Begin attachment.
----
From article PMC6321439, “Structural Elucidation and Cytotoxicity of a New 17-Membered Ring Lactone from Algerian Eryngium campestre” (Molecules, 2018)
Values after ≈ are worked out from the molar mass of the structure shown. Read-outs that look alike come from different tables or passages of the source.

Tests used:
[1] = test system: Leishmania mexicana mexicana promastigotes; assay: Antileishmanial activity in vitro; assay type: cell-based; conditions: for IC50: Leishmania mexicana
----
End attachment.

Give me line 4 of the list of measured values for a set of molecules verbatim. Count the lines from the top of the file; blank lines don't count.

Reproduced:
[1] = test system: Leishmania mexicana mexicana promastigotes; assay: Antileishmanial activity in vitro; assay type: cell-based; conditions: for IC50: Leishmania mexicana